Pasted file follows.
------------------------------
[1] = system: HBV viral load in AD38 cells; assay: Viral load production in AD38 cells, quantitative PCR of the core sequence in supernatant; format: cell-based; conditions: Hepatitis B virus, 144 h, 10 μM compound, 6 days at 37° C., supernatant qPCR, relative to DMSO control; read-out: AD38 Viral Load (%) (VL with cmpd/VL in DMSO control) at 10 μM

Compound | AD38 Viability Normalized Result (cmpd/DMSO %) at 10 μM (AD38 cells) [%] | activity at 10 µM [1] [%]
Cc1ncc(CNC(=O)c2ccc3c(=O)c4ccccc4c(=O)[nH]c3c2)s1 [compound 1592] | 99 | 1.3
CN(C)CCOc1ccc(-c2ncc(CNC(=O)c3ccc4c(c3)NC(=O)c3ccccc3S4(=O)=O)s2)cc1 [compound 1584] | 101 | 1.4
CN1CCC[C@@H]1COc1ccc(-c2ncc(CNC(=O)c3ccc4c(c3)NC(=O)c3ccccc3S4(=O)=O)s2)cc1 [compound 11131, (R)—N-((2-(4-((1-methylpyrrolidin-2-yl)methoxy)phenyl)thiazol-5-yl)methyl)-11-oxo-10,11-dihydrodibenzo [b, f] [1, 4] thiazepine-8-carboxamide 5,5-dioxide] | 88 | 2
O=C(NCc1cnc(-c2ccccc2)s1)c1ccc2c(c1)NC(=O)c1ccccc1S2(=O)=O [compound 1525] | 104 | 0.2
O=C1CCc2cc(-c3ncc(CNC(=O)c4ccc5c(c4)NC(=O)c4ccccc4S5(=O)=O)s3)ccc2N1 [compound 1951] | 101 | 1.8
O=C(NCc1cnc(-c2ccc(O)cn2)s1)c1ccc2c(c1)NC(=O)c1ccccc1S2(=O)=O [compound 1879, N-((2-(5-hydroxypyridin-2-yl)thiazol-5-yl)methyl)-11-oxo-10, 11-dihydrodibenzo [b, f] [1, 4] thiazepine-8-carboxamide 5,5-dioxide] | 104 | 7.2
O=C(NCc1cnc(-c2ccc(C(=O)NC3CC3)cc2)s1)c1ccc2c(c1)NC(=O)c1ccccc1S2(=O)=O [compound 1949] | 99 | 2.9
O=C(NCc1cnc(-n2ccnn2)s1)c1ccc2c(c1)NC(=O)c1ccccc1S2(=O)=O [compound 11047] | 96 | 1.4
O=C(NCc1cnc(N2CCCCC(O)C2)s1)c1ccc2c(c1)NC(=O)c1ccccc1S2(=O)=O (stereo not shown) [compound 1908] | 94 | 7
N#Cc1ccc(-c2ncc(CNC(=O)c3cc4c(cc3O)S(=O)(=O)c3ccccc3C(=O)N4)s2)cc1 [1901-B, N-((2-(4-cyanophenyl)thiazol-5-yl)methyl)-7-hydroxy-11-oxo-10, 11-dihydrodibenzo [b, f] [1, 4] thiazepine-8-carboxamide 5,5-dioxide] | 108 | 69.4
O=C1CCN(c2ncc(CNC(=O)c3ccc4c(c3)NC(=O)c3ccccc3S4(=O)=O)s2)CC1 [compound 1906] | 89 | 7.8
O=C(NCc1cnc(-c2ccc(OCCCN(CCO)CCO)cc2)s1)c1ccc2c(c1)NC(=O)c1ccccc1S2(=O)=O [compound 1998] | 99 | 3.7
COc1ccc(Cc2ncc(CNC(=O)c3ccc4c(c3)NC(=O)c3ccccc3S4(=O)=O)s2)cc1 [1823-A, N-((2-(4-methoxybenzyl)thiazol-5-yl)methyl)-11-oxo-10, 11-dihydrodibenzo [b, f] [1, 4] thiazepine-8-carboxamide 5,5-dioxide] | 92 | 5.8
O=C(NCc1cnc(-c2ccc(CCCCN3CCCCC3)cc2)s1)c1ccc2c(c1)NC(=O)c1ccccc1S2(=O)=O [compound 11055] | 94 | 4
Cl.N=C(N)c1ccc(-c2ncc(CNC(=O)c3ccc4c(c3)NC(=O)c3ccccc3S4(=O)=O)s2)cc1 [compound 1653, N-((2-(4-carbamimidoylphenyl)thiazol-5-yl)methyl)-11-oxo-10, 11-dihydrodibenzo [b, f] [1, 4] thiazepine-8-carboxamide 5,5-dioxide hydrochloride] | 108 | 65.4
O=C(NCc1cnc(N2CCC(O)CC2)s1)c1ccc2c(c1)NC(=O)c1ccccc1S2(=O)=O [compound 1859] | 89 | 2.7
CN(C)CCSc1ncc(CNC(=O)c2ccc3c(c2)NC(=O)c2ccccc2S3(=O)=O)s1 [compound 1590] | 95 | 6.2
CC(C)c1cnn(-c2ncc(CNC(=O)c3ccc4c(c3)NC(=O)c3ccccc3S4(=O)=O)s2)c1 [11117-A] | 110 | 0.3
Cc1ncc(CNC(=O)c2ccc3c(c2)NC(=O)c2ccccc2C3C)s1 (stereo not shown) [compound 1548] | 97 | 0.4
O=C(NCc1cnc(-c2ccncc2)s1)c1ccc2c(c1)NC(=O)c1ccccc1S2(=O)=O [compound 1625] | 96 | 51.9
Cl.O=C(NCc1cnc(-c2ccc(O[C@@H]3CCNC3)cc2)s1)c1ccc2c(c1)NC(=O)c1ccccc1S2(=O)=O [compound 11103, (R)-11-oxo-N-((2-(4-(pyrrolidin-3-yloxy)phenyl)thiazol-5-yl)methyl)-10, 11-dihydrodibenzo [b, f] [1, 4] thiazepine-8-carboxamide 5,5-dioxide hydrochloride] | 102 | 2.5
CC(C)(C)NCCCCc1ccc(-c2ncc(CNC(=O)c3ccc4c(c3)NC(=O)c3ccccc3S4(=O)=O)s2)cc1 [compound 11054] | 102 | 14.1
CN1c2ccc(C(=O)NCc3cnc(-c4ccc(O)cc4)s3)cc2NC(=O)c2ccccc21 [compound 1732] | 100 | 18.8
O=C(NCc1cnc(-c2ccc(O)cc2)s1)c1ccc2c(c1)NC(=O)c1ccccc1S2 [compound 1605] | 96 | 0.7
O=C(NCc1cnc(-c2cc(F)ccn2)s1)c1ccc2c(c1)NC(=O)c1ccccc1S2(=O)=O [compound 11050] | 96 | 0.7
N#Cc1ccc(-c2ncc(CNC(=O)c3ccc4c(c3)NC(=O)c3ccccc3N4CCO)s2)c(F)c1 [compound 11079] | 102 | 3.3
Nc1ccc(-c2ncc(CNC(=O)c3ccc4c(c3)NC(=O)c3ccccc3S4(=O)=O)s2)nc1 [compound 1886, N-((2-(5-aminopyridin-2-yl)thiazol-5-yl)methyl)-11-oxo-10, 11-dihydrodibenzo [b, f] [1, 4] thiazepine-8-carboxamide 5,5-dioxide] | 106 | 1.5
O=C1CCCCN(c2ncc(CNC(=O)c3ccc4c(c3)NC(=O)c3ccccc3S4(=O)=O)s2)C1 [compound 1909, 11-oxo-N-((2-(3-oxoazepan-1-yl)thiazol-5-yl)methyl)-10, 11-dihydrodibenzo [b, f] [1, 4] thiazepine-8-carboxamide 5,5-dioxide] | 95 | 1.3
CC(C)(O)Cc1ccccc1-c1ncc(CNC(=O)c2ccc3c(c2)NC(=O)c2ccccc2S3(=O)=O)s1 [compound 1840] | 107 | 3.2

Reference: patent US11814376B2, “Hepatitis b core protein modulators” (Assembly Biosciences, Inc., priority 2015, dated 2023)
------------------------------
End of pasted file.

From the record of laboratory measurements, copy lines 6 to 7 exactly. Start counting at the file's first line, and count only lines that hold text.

O=C(NCc1cnc(-c2ccccc2)s1)c1ccc2c(c1)NC(=O)c1ccccc1S2(=O)=O [compound 1525] | 104 | 0.2
O=C1CCc2cc(-c3ncc(CNC(=O)c4ccc5c(c4)NC(=O)c4ccccc4S5(=O)=O)s3)ccc2N1 [compound 1951] | 101 | 1.8